“The silver lining is that once we have gotten through this period we will have some incredible gigs to look forward to in the future. The show will go on! [In the meantime] I think we're going to see an onslaught of live-streamed events.”
HOW YOU CAN HELP
• Visit Banished Music's 'Banished 4 Life' page for a comprehensive list of links on how to help and support their artists most directly. The page also includes a link to a $10 raffle to go in the draw to win double passes to every one of Banished Music's shows — forever. Their artists include Reb Fountain, Finn Andrews, Lawrence Arabia, Pluto, and more. All ticket proceeds to go to local independent promoters, and local live music venues.
• Hold onto the concert tickets rather than asking for a refund if the gig has been cancelled for now. Even if there isn't a new date, you will be able to donate the cost of that ticket to the artist and organiser, if that's a financial option for you.
• If you’re not spending money on concerts there’s always artist merch as a way to send largely unmediated money to musicians. Most artists have cool t-shirts, socks, hats, and more, along with vinyl and CDs, to buy from their websites or US music company Bandcamp. Fat Freddy's Drop even has a hot sauce.
• No audiences will mean live music venues will have to shut and will likely be unable to pay their bills. Look out for initiatives and fundraisers from your favourite local music venues such as Whammy Bar and The Wine Cellar in the next few weeks. In the meantime, Whammy and Wine Cellar both have t-shirts you can buy through Flying Out.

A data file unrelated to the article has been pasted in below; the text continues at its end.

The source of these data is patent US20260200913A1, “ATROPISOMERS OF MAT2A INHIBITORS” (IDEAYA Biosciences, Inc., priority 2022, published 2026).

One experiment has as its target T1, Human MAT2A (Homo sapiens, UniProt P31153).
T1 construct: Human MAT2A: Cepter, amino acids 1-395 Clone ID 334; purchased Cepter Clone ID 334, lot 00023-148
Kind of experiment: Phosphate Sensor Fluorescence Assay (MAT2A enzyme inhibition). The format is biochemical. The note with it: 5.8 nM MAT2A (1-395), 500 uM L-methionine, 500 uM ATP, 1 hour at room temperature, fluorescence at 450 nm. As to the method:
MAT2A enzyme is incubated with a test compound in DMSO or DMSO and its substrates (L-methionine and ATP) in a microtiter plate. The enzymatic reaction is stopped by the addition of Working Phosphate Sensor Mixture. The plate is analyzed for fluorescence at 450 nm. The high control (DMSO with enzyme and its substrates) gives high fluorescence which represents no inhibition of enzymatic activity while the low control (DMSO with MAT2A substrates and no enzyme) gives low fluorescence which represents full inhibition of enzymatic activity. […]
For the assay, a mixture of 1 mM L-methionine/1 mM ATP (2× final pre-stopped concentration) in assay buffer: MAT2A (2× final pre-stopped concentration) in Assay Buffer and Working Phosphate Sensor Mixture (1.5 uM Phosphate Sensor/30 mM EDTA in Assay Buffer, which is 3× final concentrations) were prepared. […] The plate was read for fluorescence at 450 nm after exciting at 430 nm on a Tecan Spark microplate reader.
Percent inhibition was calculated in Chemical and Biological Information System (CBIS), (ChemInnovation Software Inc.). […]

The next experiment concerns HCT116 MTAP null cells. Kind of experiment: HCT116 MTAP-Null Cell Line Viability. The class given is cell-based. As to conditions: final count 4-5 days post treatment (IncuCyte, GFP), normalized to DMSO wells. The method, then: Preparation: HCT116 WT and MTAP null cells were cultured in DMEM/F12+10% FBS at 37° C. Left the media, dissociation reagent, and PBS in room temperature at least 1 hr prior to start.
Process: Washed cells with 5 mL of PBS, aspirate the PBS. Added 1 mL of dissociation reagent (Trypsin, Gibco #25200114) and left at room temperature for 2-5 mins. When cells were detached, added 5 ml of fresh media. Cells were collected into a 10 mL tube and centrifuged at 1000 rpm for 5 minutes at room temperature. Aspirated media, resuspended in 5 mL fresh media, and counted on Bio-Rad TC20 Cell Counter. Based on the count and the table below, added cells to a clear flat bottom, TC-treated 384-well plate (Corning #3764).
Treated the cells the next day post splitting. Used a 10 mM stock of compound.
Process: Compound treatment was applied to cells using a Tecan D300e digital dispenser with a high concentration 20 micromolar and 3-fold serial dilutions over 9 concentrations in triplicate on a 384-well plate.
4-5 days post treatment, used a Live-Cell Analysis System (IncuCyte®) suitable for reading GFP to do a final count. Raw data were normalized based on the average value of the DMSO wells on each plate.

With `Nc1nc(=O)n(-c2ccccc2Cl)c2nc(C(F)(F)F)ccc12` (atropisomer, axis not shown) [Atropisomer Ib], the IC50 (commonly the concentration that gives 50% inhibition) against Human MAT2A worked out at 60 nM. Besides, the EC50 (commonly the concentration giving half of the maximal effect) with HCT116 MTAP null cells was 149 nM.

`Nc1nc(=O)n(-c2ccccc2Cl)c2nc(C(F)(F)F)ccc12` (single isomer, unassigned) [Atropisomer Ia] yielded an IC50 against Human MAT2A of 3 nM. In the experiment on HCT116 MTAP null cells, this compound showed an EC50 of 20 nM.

• If you have the means, donate to Music Helps — a charity who will help support people who make live and recorded music possible in Aotearoa impacted by Covid-19.
• Buy vinyl or CDs of your fave artists and if you listen on Spotify subscribe to the streaming service as musicians make more money that way.
• Stream the 'ilostmygig' Spotify playlist which features artists who have registered on the I Lost My Gig website after being affected by Covid-19.
• Local artists are lifting our spirits with live-streamed performances on Instagram and Facebook — stay tuned for more from Nadia Reid, Tiny Ruins, and more. Marlon Williams is taking part in Australia's Instagram-streamed music festival Isol-Aid and will be performing this Sunday, 10pm NZ time. They join big overseas stars such as Neil Young, James Blake, Ariana Grande, and John Legend, adapting to the current crisis with creative at-home solutions.
• Have a laugh at parody songs that are helping to (lightly) spread coronavirus information. A parody of The Knack's classic 1979 hit My Sharona by a Californian band whose members do a bat dance in the song's video is, unsurprisingly, going viral on YouTube.
"Ooh my little deadly one, my deadly one, symptoms don’t show up for some time, Corona … m m m My Corona.”
• For Coronavirus information visit the Government's official Covid-19 advisory website Covid19.govt.nz